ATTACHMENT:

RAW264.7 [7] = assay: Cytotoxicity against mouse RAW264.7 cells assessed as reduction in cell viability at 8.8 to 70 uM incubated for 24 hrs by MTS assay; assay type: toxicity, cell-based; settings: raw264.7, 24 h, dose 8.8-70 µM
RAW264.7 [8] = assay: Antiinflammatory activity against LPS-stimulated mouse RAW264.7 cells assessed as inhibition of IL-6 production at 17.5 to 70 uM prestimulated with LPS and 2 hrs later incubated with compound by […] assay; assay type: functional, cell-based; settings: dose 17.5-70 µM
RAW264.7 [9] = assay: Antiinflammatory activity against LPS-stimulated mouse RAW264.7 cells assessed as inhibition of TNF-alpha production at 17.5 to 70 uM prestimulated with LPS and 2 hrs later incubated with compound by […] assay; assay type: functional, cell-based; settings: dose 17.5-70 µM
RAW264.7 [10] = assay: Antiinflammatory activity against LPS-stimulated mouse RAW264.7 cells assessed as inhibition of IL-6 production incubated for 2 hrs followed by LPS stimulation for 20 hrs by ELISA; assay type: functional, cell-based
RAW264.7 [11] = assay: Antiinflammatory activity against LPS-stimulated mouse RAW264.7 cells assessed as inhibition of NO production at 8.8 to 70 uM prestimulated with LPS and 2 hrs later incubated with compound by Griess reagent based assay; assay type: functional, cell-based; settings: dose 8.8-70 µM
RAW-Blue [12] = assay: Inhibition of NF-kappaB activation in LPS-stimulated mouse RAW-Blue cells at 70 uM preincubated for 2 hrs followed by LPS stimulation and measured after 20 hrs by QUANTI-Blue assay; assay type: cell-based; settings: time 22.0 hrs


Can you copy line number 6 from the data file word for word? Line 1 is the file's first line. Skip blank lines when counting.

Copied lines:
RAW-Blue [12] = assay: Inhibition of NF-kappaB activation in LPS-stimulated mouse RAW-Blue cells at 70 uM preincubated for 2 hrs followed by LPS stimulation and measured after 20 hrs by QUANTI-Blue assay; assay type: cell-based; settings: time 22.0 hrs